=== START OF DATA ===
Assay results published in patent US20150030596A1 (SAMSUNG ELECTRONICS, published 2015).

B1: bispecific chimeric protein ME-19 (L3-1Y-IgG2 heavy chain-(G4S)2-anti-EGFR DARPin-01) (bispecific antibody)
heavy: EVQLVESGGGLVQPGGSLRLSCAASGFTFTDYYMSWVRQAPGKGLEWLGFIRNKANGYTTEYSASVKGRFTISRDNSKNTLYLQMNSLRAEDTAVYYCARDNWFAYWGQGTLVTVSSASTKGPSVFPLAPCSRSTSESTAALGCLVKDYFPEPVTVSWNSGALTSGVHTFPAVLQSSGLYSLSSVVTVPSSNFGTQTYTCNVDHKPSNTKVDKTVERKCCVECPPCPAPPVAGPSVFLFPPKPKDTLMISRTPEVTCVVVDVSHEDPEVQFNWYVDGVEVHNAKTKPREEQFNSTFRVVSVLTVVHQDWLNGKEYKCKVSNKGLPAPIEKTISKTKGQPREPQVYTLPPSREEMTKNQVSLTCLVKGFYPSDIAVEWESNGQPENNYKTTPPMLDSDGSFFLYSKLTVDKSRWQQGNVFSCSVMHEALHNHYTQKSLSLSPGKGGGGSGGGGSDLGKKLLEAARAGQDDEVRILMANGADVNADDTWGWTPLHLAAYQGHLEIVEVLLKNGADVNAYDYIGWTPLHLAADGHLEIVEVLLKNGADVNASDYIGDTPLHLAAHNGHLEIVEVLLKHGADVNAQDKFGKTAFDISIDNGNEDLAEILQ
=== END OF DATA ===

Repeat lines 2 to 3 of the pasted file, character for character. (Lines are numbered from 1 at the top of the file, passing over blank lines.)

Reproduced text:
B1: bispecific chimeric protein ME-19 (L3-1Y-IgG2 heavy chain-(G4S)2-anti-EGFR DARPin-01) (bispecific antibody)
heavy: EVQLVESGGGLVQPGGSLRLSCAASGFTFTDYYMSWVRQAPGKGLEWLGFIRNKANGYTTEYSASVKGRFTISRDNSKNTLYLQMNSLRAEDTAVYYCARDNWFAYWGQGTLVTVSSASTKGPSVFPLAPCSRSTSESTAALGCLVKDYFPEPVTVSWNSGALTSGVHTFPAVLQSSGLYSLSSVVTVPSSNFGTQTYTCNVDHKPSNTKVDKTVERKCCVECPPCPAPPVAGPSVFLFPPKPKDTLMISRTPEVTCVVVDVSHEDPEVQFNWYVDGVEVHNAKTKPREEQFNSTFRVVSVLTVVHQDWLNGKEYKCKVSNKGLPAPIEKTISKTKGQPREPQVYTLPPSREEMTKNQVSLTCLVKGFYPSDIAVEWESNGQPENNYKTTPPMLDSDGSFFLYSKLTVDKSRWQQGNVFSCSVMHEALHNHYTQKSLSLSPGKGGGGSGGGGSDLGKKLLEAARAGQDDEVRILMANGADVNADDTWGWTPLHLAAYQGHLEIVEVLLKNGADVNAYDYIGWTPLHLAADGHLEIVEVLLKNGADVNASDYIGDTPLHLAAHNGHLEIVEVLLKHGADVNAQDKFGKTAFDISIDNGNEDLAEILQ